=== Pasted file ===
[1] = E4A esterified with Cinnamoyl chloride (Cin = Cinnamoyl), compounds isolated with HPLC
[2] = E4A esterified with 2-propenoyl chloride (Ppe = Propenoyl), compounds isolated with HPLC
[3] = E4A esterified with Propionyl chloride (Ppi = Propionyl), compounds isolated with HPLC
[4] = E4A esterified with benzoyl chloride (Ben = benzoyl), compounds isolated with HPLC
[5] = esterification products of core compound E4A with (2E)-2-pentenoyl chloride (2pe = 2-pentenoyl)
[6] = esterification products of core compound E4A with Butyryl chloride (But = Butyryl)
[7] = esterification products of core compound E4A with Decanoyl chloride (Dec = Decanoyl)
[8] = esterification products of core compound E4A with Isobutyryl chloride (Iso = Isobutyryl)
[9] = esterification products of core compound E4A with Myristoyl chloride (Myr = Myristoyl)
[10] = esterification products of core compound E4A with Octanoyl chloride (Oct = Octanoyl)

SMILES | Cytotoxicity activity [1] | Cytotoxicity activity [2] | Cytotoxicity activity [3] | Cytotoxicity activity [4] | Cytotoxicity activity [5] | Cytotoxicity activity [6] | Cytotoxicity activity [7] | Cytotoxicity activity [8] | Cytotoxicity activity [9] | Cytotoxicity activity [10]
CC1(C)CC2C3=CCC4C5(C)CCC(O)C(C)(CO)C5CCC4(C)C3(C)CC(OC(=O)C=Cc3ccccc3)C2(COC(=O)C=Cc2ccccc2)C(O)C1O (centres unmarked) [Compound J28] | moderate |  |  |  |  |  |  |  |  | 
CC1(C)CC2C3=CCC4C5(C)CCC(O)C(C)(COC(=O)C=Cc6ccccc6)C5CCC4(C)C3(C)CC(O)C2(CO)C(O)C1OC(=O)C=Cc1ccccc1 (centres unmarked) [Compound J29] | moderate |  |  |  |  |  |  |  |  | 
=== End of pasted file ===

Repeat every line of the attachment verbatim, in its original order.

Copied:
[1] = E4A esterified with Cinnamoyl chloride (Cin = Cinnamoyl), compounds isolated with HPLC
[2] = E4A esterified with 2-propenoyl chloride (Ppe = Propenoyl), compounds isolated with HPLC
[3] = E4A esterified with Propionyl chloride (Ppi = Propionyl), compounds isolated with HPLC
[4] = E4A esterified with benzoyl chloride (Ben = benzoyl), compounds isolated with HPLC
[5] = esterification products of core compound E4A with (2E)-2-pentenoyl chloride (2pe = 2-pentenoyl)
[6] = esterification products of core compound E4A with Butyryl chloride (But = Butyryl)
[7] = esterification products of core compound E4A with Decanoyl chloride (Dec = Decanoyl)
[8] = esterification products of core compound E4A with Isobutyryl chloride (Iso = Isobutyryl)
[9] = esterification products of core compound E4A with Myristoyl chloride (Myr = Myristoyl)
[10] = esterification products of core compound E4A with Octanoyl chloride (Oct = Octanoyl)

SMILES | Cytotoxicity activity [1] | Cytotoxicity activity [2] | Cytotoxicity activity [3] | Cytotoxicity activity [4] | Cytotoxicity activity [5] | Cytotoxicity activity [6] | Cytotoxicity activity [7] | Cytotoxicity activity [8] | Cytotoxicity activity [9] | Cytotoxicity activity [10]
CC1(C)CC2C3=CCC4C5(C)CCC(O)C(C)(CO)C5CCC4(C)C3(C)CC(OC(=O)C=Cc3ccccc3)C2(COC(=O)C=Cc2ccccc2)C(O)C1O (centres unmarked) [Compound J28] | moderate |  |  |  |  |  |  |  |  | 
CC1(C)CC2C3=CCC4C5(C)CCC(O)C(C)(COC(=O)C=Cc6ccccc6)C5CCC4(C)C3(C)CC(O)C2(CO)C(O)C1OC(=O)C=Cc1ccccc1 (centres unmarked) [Compound J29] | moderate |  |  |  |  |  |  |  |  | 